That’s because a big win at the Tonys, especially for a new musical, can turn a struggling show into a slam dunk. “The Tonys can have a massive effect on the box office,” says “Harry Potter” director John Tiffany. “I’ve seen that first-hand with ‘Once.’”
That musical, his first Broadway credit, carved out a three-year run with the help of major Tony wins in 2012.
The Tony Awards ceremony itself — and its national telecast, something no theater awards show gets in the U.K. — also strikes Brits as supersized.
“I’m blown away by the scale of the Tonys,” says Harry Hadden-Paton, nominated for his performance as Henry Higgins in the revival “My Fair Lady” (10 nominations). “You guys don’t do understatement.”
Well, no. But the U.K. creatives who find themselves in the Tony spotlight seem to enjoy it as much as they’re gobsmacked by it. For them, both the Tonys and Broadway have an appeal that carries all the way to London.
“Broadway means a lot to anyone working in the theater industry, across the world,” says Marianne Elliott, the two-time Tony winner (“War Horse,” “The Curious Incident of the Dog in the Night-Time”) up for a third for her staging of “Angels in America.” “It is seen as a mecca to a lot of us. Plus it feels so glamourous and so alluring! I mean it’s New York! It’s Broadway!”
“The grass is always greener, isn’t it?” says Tom Hollander, in the race for lead actor in a play for his work in the nominated revival “Travesties.” “New York is a miracle in itself, and to be here and to be working in the theater community is a very exciting thing to do for a British actor.”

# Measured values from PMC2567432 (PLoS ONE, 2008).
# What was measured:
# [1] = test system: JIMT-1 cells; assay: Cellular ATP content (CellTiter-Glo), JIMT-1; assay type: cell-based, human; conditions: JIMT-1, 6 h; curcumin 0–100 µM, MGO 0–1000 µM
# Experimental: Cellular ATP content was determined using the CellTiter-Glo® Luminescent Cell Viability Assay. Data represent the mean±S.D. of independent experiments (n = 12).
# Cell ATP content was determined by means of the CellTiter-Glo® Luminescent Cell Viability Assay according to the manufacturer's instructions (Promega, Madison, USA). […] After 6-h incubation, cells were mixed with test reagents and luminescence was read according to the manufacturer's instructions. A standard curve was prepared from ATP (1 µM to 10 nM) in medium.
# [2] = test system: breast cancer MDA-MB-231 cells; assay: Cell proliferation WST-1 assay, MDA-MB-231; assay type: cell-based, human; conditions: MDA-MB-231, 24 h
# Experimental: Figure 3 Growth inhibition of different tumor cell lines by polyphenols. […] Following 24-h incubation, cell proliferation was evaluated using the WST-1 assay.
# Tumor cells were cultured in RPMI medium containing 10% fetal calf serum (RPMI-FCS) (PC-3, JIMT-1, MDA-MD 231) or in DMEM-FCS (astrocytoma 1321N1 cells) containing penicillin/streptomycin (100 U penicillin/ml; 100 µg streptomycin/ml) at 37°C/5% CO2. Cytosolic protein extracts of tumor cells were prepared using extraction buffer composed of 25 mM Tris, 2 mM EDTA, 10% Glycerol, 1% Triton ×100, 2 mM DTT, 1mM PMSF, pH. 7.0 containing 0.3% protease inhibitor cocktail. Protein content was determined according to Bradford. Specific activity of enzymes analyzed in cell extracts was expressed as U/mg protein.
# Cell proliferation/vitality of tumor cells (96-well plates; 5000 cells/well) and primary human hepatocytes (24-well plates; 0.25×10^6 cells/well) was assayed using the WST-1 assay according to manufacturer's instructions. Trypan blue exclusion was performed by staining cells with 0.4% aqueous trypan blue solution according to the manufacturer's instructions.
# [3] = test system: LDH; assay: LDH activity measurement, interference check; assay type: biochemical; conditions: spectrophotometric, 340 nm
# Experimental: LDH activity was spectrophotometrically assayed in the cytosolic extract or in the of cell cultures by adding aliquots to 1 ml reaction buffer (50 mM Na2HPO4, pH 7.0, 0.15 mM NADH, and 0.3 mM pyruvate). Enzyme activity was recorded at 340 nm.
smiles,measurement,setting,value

For Brits — as for the rest of the world — the Broadway brand rests squarely on the shoulders of its razzle-dazzle tuners. “I think where Broadway features in the British imagination is probably the musicals aspect of it,” says Jackson, the Tony frontrunner for “Three Tall Women.” “They really taught us how to do musicals. And of course, all the films that we’ve all seen which are centered around Broadway.”
Denise Gough, up for featured actress in a play for “Angels in America,” agrees. “To me Broadway was the home of musicals, and then Off Broadway was where really cool plays happened,” she says. The success of “Angels” has helped her realize that “it just so happens you can do cool plays on both.”
Even given all the challenges specific to Broadway — the skyrocketing costs, the dictatorship of the Tonys, an ongoing real-
estate squeeze — producers say they just can’t quit New York.
“I bloody love it,” Friedman says. “It’s a producer’s town. It’s where I am most challenged, in terms of the business versus the creative. It tests me like no other place in the world. And as a result, when something works on Broadway, the sense of achievement is that much greater.”
Nearly all this year’s transatlantic nominees cite the close-knit nature of the Broadway community as a welcome discovery for them. Garfield, nominated for lead actor in “Angels in America,” is experiencing life in a successful play for the second time, after his Tony-nominated turn in “Death of a Salesman” in 2012. “When you’re in a show that’s well-received, you get kind of embroidered into the fabric of the city,” he says. “You feel very welcome.”
“Part of the glamour of Broadway is the community,” echoes Noma Dumezweni, the Olivier winner who is now Tony-nominated for her turn as Hermione in “Cursed Child.” “Everyone knows everyone on Broadway, and we’re all in this thing together, and there is a lovely feeling about that.”
That local fellowship is one of the main reasons so many actors want to come back. “Broadway was never really an ambition or anything, but after coming here, I’ve realized that it’s the best f—in’ place in the world,” says Dumezweni’s co-star and fellow nominee Anthony Boyle, who plays Scorpius Malfoy in “Cursed Child.” “The audiences and the energy and the community are just so uplifting. I never want to leave. I just want to do Broadway my whole life!”
What: Tony Awards
When: 8 p.m. ET, June 10
Where: Radio City Music Hall, New York